Rodriguez's decision, announced by agent Scott Boras during Game 4 of the World Series, makes him eligible to become a free agent.
Rodriguez loses the final $72 million in guaranteed salary in the contract, of which $21.3 million was to be covered by payments from the Texas Rangers to the Yankees, and becomes eligible for free agency. New York had said it would not attempt to re-sign A-Rod if he opted out.
Boras said during a telephone interview that Rodriguez made his choice because he was uncertain whether Mariano Rivera, Jorge Posada and Andy Pettitte would return to the Yankees.
"Alex's decision was one based on not knowing what his closer, his catcher and one of his statured pitchers was going to do," Boras said. "He really didn't want to make any decisions until he knew what they were doing."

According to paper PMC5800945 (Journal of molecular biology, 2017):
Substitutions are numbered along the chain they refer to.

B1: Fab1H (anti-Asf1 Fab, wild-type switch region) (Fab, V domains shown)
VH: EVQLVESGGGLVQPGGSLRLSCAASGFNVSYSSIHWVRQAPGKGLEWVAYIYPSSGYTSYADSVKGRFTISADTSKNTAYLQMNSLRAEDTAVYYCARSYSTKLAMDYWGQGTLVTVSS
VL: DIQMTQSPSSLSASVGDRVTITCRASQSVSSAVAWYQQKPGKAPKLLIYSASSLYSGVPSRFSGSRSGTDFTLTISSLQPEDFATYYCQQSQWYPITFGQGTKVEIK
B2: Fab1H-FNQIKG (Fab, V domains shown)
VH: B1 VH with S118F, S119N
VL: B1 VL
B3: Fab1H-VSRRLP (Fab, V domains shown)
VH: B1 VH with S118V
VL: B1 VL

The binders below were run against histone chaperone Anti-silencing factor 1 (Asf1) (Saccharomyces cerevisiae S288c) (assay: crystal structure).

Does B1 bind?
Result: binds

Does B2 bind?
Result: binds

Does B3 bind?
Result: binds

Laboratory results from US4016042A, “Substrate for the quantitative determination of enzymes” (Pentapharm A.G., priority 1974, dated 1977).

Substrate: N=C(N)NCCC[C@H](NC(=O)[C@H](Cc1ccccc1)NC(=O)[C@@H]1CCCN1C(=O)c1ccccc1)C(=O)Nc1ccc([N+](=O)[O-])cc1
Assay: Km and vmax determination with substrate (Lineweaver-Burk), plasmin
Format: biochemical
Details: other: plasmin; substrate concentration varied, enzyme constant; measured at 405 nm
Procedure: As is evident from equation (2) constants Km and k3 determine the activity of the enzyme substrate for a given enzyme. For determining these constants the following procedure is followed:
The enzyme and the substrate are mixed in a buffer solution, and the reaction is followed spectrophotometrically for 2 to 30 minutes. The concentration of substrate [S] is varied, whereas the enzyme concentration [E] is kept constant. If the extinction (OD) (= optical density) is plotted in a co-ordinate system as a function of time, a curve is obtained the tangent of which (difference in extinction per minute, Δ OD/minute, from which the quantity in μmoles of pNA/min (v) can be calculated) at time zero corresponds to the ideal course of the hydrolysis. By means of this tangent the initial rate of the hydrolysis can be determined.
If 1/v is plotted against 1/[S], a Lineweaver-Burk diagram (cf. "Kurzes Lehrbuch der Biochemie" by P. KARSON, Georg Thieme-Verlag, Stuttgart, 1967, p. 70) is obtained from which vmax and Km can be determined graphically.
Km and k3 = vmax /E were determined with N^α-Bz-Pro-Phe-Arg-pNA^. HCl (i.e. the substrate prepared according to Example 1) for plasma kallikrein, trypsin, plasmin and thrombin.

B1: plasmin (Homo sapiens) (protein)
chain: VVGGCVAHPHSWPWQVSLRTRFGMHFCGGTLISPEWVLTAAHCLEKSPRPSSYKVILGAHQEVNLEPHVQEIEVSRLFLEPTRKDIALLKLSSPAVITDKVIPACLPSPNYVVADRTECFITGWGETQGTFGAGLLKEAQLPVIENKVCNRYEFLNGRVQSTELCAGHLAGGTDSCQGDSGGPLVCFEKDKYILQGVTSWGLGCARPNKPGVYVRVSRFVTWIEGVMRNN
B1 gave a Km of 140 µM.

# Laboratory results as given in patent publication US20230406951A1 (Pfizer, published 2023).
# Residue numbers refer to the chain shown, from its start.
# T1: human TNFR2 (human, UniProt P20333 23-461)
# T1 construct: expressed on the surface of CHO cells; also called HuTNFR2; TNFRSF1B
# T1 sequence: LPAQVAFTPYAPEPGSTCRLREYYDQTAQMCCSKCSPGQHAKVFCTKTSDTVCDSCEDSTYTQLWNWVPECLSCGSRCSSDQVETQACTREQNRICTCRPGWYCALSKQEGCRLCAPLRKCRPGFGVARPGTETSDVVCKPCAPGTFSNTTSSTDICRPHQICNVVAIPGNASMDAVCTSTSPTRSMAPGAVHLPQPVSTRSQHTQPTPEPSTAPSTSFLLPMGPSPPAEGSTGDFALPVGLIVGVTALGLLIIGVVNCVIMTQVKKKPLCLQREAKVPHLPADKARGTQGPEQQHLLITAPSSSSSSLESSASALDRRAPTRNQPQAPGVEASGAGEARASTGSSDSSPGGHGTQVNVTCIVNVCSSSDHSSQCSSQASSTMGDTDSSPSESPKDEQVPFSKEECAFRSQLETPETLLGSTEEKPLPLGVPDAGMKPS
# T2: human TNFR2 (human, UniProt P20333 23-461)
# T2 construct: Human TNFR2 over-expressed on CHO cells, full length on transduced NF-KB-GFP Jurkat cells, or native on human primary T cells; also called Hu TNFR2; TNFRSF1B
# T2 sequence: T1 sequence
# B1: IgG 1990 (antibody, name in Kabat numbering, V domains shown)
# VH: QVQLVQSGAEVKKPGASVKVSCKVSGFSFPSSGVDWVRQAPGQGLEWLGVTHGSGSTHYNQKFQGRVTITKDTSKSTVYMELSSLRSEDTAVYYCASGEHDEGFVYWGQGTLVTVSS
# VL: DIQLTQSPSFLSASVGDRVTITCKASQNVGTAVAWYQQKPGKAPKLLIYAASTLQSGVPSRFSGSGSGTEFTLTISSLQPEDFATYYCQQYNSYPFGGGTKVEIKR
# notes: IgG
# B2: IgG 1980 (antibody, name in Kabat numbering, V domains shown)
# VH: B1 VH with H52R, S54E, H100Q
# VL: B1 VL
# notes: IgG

Boras said he attempted to notify Yankees general manager Brian Cashman of the decision Sunday but couldn't reach him, so he left a voice mail.
"He was traveling and I was traveling," Boras said.
A-Rod, likely to win his third AL MVP award next month, made his decision before the Yankees announced a replacement for departed manager Joe Torre. Broadcaster Joe Girardi and bench coach Don Mattingly were the top contenders, and the team also interviewed first-base coach Tony Pena.
Texas turns out to be the biggest winner, saving the remaining money it would have had to pay New York as part of the 2004 trade. Boras said the Rangers remain responsible for $3 million in annual deferred money A-Rod is owed in the next three years under the contract.
"We're going to wait until we hear officially, but obviously it would be welcome news on our end," Rangers general manager Jon Daniels said in an e-mail to The Associated Press.
Rodriguez hit .314 this year and led the major leagues in home runs and RBIs. He was announced as a winner of a Hank Aaron award for offensive achievement before Game 4 but was not on hand to receive it. Boras said Rodriguez had a family commitment.
By Ronald Blum and Stephen Hawkins